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Herrero-Serrano v. McConnell

United States District Court, W.D. Louisiana, Alexandria Division

September 10, 2019

EDUARDO HERRERO-SERRANO, Petitioner
v.
CHRIS McCONNELL, ET AL., Respondents

          DRELL JUDGE

          REPORT AND RECOMMENDATION

          JOSEPH H.L. PEREZ-MONTES UNITED STATES MAGISTRATE JUDGE.

         Before the Court is a Petition for Writ of Habeas Corpus under 28 U.S.C. § 2241 (Doc. 1) filed by pro se Petitioner Eduardo Herrero-Serrano (“Herrero-Serrano”) (#17796-069). At the time of filing, Herrero-Serrano was an inmate in the custody of the Federal Bureau of Prisons (“BOP”), incarcerated at the Federal Correctional Institution in Pollock, Louisiana. Herrero-Serrano challenges the calculation of his sentence by the BOP.

         Because Herrero-Serrano has been released, his claim is moot and the Petition (Doc. 1) should be DISMISSED for lack of jurisdiction.

         I. Background

         Herrero-Serrano was sentenced to 120 months of imprisonment for kidnapping. (3:10-cr-411, D.P.R.). Herrero-Serrano alleges that he is entitled to additional good conduct time toward his sentence due to the passage of the First Step Act of 2018. (Doc. 1).

         According to the BOP inmate locator service, Herrero-Serrano was released on July 1, 2019. (https://www.bop.gov/inmateloc/).

         II. Law and Analysis

         “Article III denies federal courts the power to decide questions that cannot affect the rights of litigants in the case before them . . . .” Lewis v. Continental Bank Corp., 494 U.S. 472, 477 (1990) (citations omitted). Herrero-Serrano seeks a speedier release from custody. Because Herrero-Serrano has been released, this Court can no longer grant the relief requested, and Herrero-Serrano's claim is moot. If a controversy becomes moot, the case is dismissed for lack of subject matter jurisdiction. Lewis v. Continental Bank Corp., 494 U.S. 472, 477 (1990).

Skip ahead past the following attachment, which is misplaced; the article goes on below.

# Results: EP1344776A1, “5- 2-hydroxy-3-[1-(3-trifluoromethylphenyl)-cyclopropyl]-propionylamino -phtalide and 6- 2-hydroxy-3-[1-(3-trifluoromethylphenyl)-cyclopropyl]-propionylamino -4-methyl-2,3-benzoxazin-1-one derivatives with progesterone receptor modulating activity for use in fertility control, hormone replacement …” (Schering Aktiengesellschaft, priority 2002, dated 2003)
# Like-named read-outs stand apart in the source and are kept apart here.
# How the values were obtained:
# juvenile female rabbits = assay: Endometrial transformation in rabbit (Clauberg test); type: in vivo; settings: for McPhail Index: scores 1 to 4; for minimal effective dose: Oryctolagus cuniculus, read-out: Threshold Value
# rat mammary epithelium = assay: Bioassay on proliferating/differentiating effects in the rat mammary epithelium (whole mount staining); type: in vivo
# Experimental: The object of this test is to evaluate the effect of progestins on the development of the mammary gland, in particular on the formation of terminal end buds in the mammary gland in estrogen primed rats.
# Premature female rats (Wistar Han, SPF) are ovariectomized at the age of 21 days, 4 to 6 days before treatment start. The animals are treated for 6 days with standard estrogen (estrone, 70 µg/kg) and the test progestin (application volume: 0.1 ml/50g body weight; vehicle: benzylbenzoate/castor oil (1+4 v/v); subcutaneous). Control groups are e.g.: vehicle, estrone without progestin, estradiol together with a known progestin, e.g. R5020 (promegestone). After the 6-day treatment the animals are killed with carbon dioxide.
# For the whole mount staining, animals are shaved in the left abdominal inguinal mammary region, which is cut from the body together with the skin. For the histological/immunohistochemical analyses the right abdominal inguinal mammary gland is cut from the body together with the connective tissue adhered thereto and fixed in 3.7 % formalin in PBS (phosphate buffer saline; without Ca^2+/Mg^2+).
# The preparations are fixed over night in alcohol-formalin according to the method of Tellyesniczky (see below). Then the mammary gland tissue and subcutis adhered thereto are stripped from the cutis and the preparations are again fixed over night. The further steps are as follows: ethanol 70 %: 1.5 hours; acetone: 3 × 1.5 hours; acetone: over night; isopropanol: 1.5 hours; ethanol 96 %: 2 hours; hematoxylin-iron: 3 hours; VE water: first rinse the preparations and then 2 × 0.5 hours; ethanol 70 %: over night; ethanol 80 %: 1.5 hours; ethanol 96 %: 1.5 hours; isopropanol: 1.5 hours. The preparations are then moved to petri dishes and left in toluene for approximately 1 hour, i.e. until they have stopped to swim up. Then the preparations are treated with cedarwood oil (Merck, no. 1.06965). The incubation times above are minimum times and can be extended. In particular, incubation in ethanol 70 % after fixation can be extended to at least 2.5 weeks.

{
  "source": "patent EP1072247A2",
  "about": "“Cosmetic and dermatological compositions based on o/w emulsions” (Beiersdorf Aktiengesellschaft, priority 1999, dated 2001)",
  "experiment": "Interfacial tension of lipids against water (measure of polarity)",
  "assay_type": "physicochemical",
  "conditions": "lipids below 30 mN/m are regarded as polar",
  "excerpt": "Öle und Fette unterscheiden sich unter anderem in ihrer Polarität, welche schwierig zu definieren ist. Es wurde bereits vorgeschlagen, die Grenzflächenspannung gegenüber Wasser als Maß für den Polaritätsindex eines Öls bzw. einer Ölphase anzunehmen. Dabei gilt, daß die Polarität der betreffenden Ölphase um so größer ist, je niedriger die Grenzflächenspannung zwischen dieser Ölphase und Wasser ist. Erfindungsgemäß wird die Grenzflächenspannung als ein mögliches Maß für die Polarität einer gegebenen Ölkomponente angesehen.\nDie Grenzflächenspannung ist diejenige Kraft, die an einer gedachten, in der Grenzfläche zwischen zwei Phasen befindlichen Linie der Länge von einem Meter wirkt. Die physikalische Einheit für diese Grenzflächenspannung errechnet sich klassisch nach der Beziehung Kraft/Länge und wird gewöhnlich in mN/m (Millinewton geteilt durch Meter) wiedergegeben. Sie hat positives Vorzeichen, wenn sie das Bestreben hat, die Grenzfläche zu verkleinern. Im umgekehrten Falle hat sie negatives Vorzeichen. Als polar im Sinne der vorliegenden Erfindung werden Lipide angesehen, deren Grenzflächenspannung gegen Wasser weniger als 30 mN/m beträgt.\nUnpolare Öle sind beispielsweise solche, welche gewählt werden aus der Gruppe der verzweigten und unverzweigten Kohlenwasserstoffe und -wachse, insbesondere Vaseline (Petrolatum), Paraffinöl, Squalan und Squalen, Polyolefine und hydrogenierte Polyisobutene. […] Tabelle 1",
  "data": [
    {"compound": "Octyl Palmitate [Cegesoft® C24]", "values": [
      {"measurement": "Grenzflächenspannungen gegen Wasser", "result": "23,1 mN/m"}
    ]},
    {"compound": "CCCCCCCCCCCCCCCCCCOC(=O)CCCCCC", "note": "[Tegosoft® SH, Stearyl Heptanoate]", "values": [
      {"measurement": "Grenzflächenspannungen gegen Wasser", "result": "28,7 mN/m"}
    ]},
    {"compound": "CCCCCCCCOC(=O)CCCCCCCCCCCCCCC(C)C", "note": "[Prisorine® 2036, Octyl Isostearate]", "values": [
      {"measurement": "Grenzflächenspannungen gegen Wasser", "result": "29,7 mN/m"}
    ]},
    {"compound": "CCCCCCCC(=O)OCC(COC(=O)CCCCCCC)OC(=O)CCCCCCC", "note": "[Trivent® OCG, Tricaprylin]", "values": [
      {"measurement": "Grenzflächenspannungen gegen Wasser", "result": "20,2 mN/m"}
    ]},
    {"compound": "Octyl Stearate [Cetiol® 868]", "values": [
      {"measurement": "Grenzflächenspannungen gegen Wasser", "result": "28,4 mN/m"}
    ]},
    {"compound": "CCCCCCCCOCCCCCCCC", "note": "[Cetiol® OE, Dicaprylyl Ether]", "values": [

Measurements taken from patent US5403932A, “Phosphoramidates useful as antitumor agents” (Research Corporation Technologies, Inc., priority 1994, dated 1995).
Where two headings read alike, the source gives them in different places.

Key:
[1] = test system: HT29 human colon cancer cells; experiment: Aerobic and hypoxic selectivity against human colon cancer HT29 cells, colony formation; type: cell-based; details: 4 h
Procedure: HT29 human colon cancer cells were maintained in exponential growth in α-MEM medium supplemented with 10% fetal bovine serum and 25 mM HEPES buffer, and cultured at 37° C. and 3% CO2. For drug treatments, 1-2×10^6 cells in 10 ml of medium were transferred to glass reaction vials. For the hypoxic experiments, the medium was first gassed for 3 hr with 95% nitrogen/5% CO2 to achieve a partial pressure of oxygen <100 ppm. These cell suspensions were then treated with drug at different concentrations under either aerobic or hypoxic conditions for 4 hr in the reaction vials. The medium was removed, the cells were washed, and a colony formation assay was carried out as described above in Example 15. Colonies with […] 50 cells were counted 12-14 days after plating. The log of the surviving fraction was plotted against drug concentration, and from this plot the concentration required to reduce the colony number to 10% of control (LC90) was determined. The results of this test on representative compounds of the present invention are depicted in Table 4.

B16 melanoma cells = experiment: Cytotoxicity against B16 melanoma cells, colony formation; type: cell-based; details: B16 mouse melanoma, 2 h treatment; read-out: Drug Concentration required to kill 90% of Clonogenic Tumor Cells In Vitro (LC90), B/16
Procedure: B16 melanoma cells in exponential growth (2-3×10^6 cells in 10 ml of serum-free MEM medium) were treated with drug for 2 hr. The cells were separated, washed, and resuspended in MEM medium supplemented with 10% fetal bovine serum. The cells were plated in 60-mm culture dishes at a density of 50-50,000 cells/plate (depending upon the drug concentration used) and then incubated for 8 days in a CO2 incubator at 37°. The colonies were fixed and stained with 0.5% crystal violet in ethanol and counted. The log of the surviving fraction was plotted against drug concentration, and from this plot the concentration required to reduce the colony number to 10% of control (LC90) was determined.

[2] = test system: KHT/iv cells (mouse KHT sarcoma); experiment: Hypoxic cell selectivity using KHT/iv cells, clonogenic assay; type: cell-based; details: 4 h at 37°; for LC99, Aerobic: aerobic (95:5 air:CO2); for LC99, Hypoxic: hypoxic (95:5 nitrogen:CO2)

To the extent Herrero-Serrano is serving a term of supervised release, he is still “in custody” for purposes of pursuing federal habeas relief. See Maleng v. Cook, 490 U.S. 488, 490-91 (1989); Johnson v. Pettiford, 442 F.3d 917, 918 (5th Cir. 2006; Watkins v. Garrett, 476 Fed.Appx. 430, 432 (5th Cir. 2012). However, even if Herrero-Serrano had been entitled to additional good time credit toward his sentence, federal law provides that those credits cannot be used either to shorten the period of his supervised release, or to shorten the period of any future imprisonment Herrero-Serrano may be required to serve for violating the conditions of his release. 28 C.F.R. § 2.35(b); see United States v. Johnson, 529 U.S. 53, 60 (2000) (holding that the length of a supervised release term may not be reduced by reason of excess time served in prison); Bailey v. Southerland, 821 F.2d 277, 278-79 (5th Cir. 1987).

         III. Conclusion

         Because Herrero-Serrano's request for relief is moot due to his release, the Petition (Doc. 1) should be DISMISSED for lack of subject-matter jurisdiction, WITH PREJUDICE as to the jurisdictional issue, but WITHOUT PREJUDICE as to the merits of Herrero-Serrano's claim.[1]

         Under the provisions of 28 U.S.C. § 636(b)(1)(c) and Fed.R.Civ.P. 72(b), any party may serve and file with the Clerk of Court written objections to this Report and Recommendation within fourteen (14) days after being served with a copy thereof, unless an extension of time is granted under Fed.R.Civ.P. 6(b). A party may respond to another party's objections within fourteen (14) days after being served with a copy thereof. No. other briefs (such as supplemental objections or reply briefs) may be filed, unless a party shows good cause and obtains leave of court. The District Judge will consider timely objections before issuing a final ruling.

         A party's failure to file written objections to the proposed factual findings, conclusions, and recommendations contained in this Report and Recommendation within fourteen (14) days after being served with a copy thereof, or within any extension of time granted by the Court under Fed.R.Civ.P. 6(b), shall bar that party from attacking either the factual ...


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